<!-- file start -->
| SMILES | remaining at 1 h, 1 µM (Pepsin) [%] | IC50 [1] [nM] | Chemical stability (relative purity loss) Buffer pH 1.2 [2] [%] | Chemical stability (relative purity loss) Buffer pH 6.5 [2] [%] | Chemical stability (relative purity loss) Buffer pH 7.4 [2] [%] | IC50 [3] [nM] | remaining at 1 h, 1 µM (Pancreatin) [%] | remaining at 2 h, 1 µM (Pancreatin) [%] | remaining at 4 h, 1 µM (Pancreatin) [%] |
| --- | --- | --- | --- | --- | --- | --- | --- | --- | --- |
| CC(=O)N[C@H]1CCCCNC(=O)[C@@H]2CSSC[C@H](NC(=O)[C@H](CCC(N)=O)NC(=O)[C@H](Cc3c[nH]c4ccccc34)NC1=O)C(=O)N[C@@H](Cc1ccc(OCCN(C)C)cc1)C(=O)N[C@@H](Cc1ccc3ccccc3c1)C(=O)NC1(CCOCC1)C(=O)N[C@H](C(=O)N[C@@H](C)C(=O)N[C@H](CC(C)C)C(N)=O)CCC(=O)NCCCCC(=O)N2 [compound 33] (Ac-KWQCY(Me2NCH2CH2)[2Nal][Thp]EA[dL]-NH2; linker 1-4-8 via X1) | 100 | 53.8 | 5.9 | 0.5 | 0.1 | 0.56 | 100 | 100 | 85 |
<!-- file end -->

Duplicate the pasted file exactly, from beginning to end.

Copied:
| SMILES | remaining at 1 h, 1 µM (Pepsin) [%] | IC50 [1] [nM] | Chemical stability (relative purity loss) Buffer pH 1.2 [2] [%] | Chemical stability (relative purity loss) Buffer pH 6.5 [2] [%] | Chemical stability (relative purity loss) Buffer pH 7.4 [2] [%] | IC50 [3] [nM] | remaining at 1 h, 1 µM (Pancreatin) [%] | remaining at 2 h, 1 µM (Pancreatin) [%] | remaining at 4 h, 1 µM (Pancreatin) [%] |
| --- | --- | --- | --- | --- | --- | --- | --- | --- | --- |
| CC(=O)N[C@H]1CCCCNC(=O)[C@@H]2CSSC[C@H](NC(=O)[C@H](CCC(N)=O)NC(=O)[C@H](Cc3c[nH]c4ccccc34)NC1=O)C(=O)N[C@@H](Cc1ccc(OCCN(C)C)cc1)C(=O)N[C@@H](Cc1ccc3ccccc3c1)C(=O)NC1(CCOCC1)C(=O)N[C@H](C(=O)N[C@@H](C)C(=O)N[C@H](CC(C)C)C(N)=O)CCC(=O)NCCCCC(=O)N2 [compound 33] (Ac-KWQCY(Me2NCH2CH2)[2Nal][Thp]EA[dL]-NH2; linker 1-4-8 via X1) | 100 | 53.8 | 5.9 | 0.5 | 0.1 | 0.56 | 100 | 100 | 85 |